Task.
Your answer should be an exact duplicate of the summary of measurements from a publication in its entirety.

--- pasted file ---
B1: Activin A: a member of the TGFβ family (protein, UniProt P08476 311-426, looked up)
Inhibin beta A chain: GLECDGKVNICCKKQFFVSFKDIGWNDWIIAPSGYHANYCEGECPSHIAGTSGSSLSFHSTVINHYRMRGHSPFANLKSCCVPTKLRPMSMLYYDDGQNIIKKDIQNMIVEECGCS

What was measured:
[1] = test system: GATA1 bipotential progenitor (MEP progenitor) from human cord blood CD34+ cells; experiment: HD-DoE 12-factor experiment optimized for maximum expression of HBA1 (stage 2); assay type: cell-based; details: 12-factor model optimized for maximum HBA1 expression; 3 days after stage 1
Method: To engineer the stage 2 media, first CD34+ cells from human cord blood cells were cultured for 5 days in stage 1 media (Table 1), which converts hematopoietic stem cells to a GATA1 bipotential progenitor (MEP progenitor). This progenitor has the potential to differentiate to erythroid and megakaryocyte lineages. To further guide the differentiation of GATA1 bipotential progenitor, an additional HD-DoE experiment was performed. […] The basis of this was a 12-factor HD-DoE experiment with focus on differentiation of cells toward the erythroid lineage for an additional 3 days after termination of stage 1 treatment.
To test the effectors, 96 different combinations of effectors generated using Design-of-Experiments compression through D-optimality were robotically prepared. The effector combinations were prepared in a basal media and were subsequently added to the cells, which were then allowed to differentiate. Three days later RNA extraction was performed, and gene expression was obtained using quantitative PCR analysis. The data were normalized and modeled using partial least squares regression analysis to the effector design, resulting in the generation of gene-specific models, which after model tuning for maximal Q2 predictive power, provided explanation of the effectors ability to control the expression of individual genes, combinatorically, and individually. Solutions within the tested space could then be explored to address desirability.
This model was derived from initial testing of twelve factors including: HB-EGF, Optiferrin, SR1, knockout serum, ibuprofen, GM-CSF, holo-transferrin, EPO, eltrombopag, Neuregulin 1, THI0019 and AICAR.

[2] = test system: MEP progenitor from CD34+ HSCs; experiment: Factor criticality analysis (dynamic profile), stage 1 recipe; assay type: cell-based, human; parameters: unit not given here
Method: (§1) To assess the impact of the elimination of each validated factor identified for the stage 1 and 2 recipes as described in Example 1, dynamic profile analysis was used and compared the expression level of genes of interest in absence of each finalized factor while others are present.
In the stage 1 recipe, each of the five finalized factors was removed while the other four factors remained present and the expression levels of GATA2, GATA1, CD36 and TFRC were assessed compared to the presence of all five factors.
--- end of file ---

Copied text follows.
B1: Activin A: a member of the TGFβ family (protein, UniProt P08476 311-426, looked up)
Inhibin beta A chain: GLECDGKVNICCKKQFFVSFKDIGWNDWIIAPSGYHANYCEGECPSHIAGTSGSSLSFHSTVINHYRMRGHSPFANLKSCCVPTKLRPMSMLYYDDGQNIIKKDIQNMIVEECGCS

What was measured:
[1] = test system: GATA1 bipotential progenitor (MEP progenitor) from human cord blood CD34+ cells; experiment: HD-DoE 12-factor experiment optimized for maximum expression of HBA1 (stage 2); assay type: cell-based; details: 12-factor model optimized for maximum HBA1 expression; 3 days after stage 1
Method: To engineer the stage 2 media, first CD34+ cells from human cord blood cells were cultured for 5 days in stage 1 media (Table 1), which converts hematopoietic stem cells to a GATA1 bipotential progenitor (MEP progenitor). This progenitor has the potential to differentiate to erythroid and megakaryocyte lineages. To further guide the differentiation of GATA1 bipotential progenitor, an additional HD-DoE experiment was performed. […] The basis of this was a 12-factor HD-DoE experiment with focus on differentiation of cells toward the erythroid lineage for an additional 3 days after termination of stage 1 treatment.
To test the effectors, 96 different combinations of effectors generated using Design-of-Experiments compression through D-optimality were robotically prepared. The effector combinations were prepared in a basal media and were subsequently added to the cells, which were then allowed to differentiate. Three days later RNA extraction was performed, and gene expression was obtained using quantitative PCR analysis. The data were normalized and modeled using partial least squares regression analysis to the effector design, resulting in the generation of gene-specific models, which after model tuning for maximal Q2 predictive power, provided explanation of the effectors ability to control the expression of individual genes, combinatorically, and individually. Solutions within the tested space could then be explored to address desirability.
This model was derived from initial testing of twelve factors including: HB-EGF, Optiferrin, SR1, knockout serum, ibuprofen, GM-CSF, holo-transferrin, EPO, eltrombopag, Neuregulin 1, THI0019 and AICAR.

[2] = test system: MEP progenitor from CD34+ HSCs; experiment: Factor criticality analysis (dynamic profile), stage 1 recipe; assay type: cell-based, human; parameters: unit not given here
Method: (§1) To assess the impact of the elimination of each validated factor identified for the stage 1 and 2 recipes as described in Example 1, dynamic profile analysis was used and compared the expression level of genes of interest in absence of each finalized factor while others are present.
In the stage 1 recipe, each of the five finalized factors was removed while the other four factors remained present and the expression levels of GATA2, GATA1, CD36 and TFRC were assessed compared to the presence of all five factors.